On August 1, 1974, twenty-six-year-old Ron LeFlore made his Major League Baseball (MLB) debut for the Detroit Tigers. Thirteen months earlier, LeFlore was serving a five-to-fifteen-year sentence for armed robbery. LeFlore’s remarkable trajectory began when he was born in Detroit, Michigan, on June 16, 1948, to John Jr. and Georgia Kincade. When John met Georgia, she was a single mother of two sons, Harry (born 1937) and Marvin Campbell (born 1939). The youngest member of the LeFlore family was Gerald (born in 1950).
While living in Detroit, LeFlore’s parents worked blue-collar jobs and lived in segregated housing. His oldest sibling, Harry, was a boxer who competed in the 1960 Olympics in Rome and was a teammate of Cassius Clay. Harry died tragically in the ring in 1961. When his family received news of Harry’s death, LeFlore was 13 years old. It exacerbated the teenager’s defiance. He stole, pimped women, dealt drugs, and became addicted to heroin. When he was 21, LeFlore, with two accomplices, held up Dee’s bar in Detroit. They were arrested immediately, and LeFlore was sent to Southern Michigan Prison in Jackson.
To pass the time, LeFlore joined the prison softball team. The team’s manager, inmate James Karalla, Jr., once a prominent athlete himself, was impressed with LeFlore’s athleticism and recruited him to join the baseball team. Karalla used his connections with Billy Martin, the manager of the Detroit Tigers, to get him a tryout with the Tigers. On his birthday, June 16, 1973, Ron LeFlore practiced with the team while on furlough from prison. Impressed with LeFlore’s speed and power, Tiger management asked him to return for a follow-up tryout. LeFlore was offered a contract with the Tigers upon his release from prison.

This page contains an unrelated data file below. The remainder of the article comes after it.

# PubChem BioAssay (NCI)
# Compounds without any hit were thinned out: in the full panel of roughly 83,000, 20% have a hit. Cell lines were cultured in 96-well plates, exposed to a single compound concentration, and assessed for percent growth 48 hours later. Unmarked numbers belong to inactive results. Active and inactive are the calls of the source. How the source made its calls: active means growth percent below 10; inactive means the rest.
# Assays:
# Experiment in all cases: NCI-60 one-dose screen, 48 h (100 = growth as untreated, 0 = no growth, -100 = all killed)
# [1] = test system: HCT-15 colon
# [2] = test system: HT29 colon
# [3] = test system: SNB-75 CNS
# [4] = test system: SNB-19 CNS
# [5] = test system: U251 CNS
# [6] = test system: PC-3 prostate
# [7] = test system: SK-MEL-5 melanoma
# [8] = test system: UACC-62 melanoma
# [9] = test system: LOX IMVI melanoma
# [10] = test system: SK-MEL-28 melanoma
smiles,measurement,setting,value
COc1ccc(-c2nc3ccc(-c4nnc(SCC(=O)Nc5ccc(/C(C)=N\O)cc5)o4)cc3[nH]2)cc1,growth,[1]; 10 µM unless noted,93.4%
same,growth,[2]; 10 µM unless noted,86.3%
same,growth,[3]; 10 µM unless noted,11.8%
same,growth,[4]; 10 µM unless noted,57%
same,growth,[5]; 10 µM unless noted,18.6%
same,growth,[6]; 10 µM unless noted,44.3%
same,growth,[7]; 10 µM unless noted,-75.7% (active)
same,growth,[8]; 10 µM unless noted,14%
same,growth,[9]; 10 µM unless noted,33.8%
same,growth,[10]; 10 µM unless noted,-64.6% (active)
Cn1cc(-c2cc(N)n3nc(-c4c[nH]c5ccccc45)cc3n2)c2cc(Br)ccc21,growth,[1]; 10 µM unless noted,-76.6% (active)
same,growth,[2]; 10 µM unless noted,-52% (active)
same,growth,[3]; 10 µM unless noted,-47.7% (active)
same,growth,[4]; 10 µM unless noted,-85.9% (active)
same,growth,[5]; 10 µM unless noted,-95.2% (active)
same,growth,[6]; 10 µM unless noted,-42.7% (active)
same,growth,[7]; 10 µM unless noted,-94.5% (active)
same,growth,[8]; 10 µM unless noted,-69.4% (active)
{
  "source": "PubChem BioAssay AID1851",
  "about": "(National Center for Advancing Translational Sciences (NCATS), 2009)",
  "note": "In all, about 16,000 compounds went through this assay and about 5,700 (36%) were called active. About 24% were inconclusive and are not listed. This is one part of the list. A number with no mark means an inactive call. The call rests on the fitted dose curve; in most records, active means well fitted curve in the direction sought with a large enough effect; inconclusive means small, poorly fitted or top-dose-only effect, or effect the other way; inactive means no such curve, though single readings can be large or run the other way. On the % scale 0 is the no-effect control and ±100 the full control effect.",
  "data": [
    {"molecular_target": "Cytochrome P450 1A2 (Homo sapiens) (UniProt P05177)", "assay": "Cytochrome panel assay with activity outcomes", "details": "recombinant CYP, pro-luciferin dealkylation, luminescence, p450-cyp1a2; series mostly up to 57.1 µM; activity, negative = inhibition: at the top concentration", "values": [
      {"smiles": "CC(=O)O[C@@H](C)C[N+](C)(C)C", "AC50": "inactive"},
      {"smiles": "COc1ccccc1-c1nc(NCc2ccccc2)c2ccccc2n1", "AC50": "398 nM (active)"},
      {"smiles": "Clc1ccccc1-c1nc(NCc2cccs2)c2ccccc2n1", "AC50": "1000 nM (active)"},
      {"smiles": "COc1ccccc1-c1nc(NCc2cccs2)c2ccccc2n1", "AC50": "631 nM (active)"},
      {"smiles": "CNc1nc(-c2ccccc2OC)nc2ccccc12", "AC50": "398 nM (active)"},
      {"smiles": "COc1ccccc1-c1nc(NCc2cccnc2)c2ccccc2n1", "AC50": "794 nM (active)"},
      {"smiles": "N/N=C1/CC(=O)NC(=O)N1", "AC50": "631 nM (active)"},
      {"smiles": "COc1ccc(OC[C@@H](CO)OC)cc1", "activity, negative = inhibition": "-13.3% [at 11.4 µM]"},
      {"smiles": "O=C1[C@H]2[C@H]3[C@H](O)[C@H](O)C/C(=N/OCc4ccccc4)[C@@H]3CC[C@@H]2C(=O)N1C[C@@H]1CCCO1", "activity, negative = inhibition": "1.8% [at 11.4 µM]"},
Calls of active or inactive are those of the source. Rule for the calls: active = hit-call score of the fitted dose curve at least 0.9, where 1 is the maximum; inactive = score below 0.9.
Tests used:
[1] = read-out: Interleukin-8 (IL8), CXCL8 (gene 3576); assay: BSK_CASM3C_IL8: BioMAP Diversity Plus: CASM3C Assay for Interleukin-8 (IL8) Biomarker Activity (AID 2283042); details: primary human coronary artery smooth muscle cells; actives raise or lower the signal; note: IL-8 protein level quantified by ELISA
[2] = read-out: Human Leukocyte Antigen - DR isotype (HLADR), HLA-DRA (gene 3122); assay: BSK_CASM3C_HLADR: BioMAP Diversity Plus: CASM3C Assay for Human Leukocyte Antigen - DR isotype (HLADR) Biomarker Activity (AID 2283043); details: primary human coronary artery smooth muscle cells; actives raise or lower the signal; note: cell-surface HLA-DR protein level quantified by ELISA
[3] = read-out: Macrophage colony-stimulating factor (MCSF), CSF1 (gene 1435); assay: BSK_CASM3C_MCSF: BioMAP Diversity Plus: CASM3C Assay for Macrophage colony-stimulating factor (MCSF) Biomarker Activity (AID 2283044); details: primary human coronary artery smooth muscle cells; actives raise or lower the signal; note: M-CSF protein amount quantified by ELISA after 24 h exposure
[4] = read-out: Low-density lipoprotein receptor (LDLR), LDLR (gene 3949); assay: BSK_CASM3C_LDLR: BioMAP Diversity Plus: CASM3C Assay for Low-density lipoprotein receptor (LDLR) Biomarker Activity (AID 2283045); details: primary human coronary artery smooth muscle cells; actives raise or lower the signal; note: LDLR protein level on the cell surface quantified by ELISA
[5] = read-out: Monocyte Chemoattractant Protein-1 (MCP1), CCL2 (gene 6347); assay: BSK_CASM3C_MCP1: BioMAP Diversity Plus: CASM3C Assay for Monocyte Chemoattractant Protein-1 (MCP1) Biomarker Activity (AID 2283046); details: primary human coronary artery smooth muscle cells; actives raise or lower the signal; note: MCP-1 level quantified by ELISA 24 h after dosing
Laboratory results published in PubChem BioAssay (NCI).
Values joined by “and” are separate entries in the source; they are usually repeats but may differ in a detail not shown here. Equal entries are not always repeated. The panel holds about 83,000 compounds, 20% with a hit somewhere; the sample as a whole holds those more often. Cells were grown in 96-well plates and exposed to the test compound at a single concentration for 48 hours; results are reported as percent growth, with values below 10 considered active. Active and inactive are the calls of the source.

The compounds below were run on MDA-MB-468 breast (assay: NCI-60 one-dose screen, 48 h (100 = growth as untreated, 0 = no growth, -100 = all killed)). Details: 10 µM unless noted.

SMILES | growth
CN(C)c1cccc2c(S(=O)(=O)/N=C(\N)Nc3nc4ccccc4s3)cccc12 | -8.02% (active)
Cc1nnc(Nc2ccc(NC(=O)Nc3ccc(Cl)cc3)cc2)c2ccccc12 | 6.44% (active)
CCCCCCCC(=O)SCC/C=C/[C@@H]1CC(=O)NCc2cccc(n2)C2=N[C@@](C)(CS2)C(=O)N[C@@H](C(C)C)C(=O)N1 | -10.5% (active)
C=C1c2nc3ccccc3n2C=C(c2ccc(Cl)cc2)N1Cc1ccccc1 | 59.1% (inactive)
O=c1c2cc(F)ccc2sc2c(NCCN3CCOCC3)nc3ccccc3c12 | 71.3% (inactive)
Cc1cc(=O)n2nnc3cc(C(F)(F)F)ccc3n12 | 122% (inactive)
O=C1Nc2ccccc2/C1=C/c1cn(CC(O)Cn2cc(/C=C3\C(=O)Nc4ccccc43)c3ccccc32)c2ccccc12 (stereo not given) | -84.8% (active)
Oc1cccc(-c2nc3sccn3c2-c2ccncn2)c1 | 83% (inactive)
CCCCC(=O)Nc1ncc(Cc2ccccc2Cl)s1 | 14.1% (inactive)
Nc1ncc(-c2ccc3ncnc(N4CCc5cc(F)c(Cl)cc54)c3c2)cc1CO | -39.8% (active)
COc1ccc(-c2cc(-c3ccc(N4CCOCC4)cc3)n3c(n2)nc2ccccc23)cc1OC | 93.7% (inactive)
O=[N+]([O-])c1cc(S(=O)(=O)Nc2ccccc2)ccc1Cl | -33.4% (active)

LeFlore was paroled on July 2, 1973, and three days later, reported to Decatur, Illinois, where he suited up for the Clinton [Iowa] Pilots, a Single A affiliate of the Tigers’ minor league farm system. In spring 1974, LeFlore was promoted to the Lakeland [Florida] Tigers, where he was awarded the league’s Most Valuable Player. On July 22, LeFlore was sent to Evansville, Indiana, the Tigers’ Triple-A club—the final stop before the majors. It took only nine days for him to be called up to Detroit.
In 1976, Ron LeFlore was voted by fans to be a starter in the All-Star game, the year he also had the longest hitting streak (31) in the American League since 1949. In 1978, LeFlore co-wrote a best-selling memoir, One in a Million: The Ron LeFlore Story, which was the basis for the ABC made-for-television movie starring LeVar Burton. That same year, LeFlore was appointed by U.S. President Jimmy Carter to serve on the National Advisory Committee on Juvenile Justice and Delinquency Prevention.
Ron LeFlore later played for the Montreal Expos (1980) and the Chicago White Sox (1981-82). While on the Expos team, he became the only player in MLB history to lead the American and National Leagues in stolen bases in a single season. LeFlore retired from Major League Baseball in 1983 at the age of 35. He spent his post-playing career managing minor league teams as well as working as a skycap and a security guard. LeFlore is married, has four children, and currently lives in the Tampa Bay, Florida, area.